This week’s Thursday Twister, is brought to you by Andy L who writes: In your hours and hours spent browsing through car ads, have you
ever thought to yourself: why didn’t this car maker put this engine or
transmission in this model? It would have been amazing! For example,
why was a 350 unavailable with a manual transmission in the 3rd Gen
IROC/TransAm? Of course, the book answer is that the T-5 was too weak
to hold the torque of the 350, and the real reason may have been that
such a car would have come danger-close to besting the vette.
Strangely, the GNX and 89 Turbo T/A more or less broke the GM “nobody
beats the Vette” rule, and the Gen 4 Z/28 and Trans Am was on an even
par with entry level Corvettes.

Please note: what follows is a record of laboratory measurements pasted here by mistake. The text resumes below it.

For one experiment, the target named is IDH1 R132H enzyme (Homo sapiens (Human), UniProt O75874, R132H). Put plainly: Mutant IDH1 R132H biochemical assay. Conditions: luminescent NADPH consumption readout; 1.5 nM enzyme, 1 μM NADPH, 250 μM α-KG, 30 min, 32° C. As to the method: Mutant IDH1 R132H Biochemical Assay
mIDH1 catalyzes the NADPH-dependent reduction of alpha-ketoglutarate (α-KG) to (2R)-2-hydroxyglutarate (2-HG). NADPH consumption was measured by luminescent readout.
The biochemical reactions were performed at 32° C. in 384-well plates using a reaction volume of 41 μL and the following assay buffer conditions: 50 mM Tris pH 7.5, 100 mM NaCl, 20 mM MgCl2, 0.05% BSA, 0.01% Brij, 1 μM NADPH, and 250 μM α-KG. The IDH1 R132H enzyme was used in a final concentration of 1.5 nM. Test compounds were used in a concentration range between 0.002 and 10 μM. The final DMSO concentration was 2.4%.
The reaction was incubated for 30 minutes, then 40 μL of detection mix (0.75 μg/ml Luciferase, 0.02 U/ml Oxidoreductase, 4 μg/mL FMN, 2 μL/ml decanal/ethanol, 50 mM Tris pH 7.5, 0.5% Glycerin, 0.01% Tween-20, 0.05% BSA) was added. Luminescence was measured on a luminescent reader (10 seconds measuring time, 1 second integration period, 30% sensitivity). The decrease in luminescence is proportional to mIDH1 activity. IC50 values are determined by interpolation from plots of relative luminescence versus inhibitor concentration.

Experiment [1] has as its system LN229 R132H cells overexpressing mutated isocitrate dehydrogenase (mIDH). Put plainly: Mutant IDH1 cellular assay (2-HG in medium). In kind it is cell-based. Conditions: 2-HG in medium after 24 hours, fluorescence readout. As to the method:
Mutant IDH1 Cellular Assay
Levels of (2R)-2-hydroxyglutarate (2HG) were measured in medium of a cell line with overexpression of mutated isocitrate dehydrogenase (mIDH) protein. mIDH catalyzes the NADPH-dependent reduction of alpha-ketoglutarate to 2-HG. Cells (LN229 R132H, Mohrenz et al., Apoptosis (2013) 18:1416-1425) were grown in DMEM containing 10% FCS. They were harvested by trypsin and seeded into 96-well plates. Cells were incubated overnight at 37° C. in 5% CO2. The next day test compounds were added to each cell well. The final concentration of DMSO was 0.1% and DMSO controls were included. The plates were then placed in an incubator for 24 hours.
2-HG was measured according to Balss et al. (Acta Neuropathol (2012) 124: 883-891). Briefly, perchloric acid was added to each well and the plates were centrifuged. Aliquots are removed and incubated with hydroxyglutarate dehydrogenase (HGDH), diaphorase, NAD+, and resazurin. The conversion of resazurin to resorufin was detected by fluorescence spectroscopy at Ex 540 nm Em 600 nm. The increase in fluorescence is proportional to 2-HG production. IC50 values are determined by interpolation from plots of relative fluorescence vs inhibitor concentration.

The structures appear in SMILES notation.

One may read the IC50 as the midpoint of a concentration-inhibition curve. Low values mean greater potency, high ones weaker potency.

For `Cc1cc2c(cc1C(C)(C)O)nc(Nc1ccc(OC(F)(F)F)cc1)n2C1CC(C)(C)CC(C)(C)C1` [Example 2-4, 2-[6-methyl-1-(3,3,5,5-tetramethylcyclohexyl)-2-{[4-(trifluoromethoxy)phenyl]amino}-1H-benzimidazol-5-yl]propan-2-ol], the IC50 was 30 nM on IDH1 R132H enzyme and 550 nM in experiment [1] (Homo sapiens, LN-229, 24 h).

Perhaps the same forces kept
the Fiero from getting the Quad 4 or hanging around and getting the 3.1
turbo found in the 89 MacLaren Grand Prix, but wouldn’t they have been
sweet options? There was no such protectionism going on at
Ford during this time. Why, then was a world-beating Yamaha V-6 only
found in the Taurus grocery getter? I am sure there are clearance and
strength limitations that kept this mill out of a 2-door or AWD Tempo,
even though Mazda was able to produce a run of AWD, turbo 323s at the
same time. And imagine if the mid-engined SHOgun Festiva would have
become a production vehicle!
Other examples of missed
opportunities, or at least theoretical possibilities, seem to present
themselves in hindsight. Why was there no Supercoupe engine available
in a Mustang? Couldn’t a Camry V6 fit into a MR2? Did the Neon SRT-4
have to be a 4-door? Porsche really couldn’t fit a GT3 engine and
limited slip differential into a Cayman? Can you think of
any other examples of engine/chassis that could have come together like
Legos to create a legend, or at least something more interesting?
So, for today’s Twister, you (the reader) are going to help build a list of the best factory cars that SHOULD have been built. Comments below.
Standard Twister rules…don’t apply. Have at it!